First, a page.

Denver7 crew gets exclusive look into CDOT's avalanche mitigation process

Mad-made avalanche spills created by CDOT
Posted at 6:02 PM, Oct 12, 2017
and last updated 2017-10-12 20:44:51-04

CLEAR CREEK COUNTY, Colo.  -- More than 400 avalanche passes threaten Colorado's transportation system every year, but in order to prevent a potentially deadly disaster in the winter, CDOT prepares during the fall by creating man-made avalanche spills — and Denver7 got an exclusive look into the process to make roads safer for both residents and tourists alike. 

Colorado averages roughty 3,000 avalanches a year. Some can be deadly, others destructive to towns. And a lot of them lead to major traffic delays, which is why CDOT highway maintenance supervisor Cane Schneider is prepping his 11-man crew by hooking propane and oxygen tanks on top of Loveland Pass, so they can create a man-made avalanche spill. 

“We got to have the system online and ready to go before mother nature says, 'hey, it's time for an avalanche,” Schneider said. “We want to bring the snow out rather than mother nature. Makes it a lot safer for the traveling public."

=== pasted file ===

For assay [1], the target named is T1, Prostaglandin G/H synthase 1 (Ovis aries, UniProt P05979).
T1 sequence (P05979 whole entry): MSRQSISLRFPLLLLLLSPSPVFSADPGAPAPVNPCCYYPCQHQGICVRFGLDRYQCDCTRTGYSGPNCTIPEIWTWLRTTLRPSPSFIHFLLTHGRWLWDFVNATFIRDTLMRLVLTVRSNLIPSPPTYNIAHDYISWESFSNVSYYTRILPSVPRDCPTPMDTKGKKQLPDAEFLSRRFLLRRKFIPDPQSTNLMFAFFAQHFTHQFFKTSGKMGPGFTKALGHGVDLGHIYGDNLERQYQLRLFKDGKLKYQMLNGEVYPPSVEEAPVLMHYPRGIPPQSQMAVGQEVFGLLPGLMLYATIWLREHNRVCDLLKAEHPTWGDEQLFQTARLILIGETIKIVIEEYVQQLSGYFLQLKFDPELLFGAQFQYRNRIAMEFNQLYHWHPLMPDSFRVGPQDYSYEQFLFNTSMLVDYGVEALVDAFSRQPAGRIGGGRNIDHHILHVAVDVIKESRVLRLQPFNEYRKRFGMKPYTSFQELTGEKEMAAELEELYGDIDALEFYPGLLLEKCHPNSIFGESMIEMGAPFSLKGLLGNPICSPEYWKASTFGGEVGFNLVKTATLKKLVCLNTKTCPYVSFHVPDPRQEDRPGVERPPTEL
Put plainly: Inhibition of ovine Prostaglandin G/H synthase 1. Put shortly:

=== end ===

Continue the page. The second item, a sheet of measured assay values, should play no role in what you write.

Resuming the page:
Denver7’s Sally Mamdooh tagged along with the CDOT crew as they gave her an exclusive look behind-the-scenes into how they work on reducing the risk of an avalanche threat.

In groups, crews were airlifted to the top, then the propane and oxygen tanks were airlifted. Crews then hooked up oxygen lines to the storage units that connect to the exploder. The avalanche mitigation process takes up to five hours and ends with a firing test. The test is done by a remote avalanche control system called Gazex that explodes a mixture of propane and oxygen gas inside the exploder tube. The explosion creates a shockwave that moves the snow. 

Ethan Greene, the director of the Colorado Avalanche Information Center, told Denver7 these intentional spills are vital to Denver metro highways.

“There is an avalanche threat over US 40, over Berthoud Pass; US 6 over Loveland Pass all along I-70 from Georgetown to the town of Vail,” said Greene. 

Colorado averages about six avalanche deaths a year. To monitor road conditions just head to following link: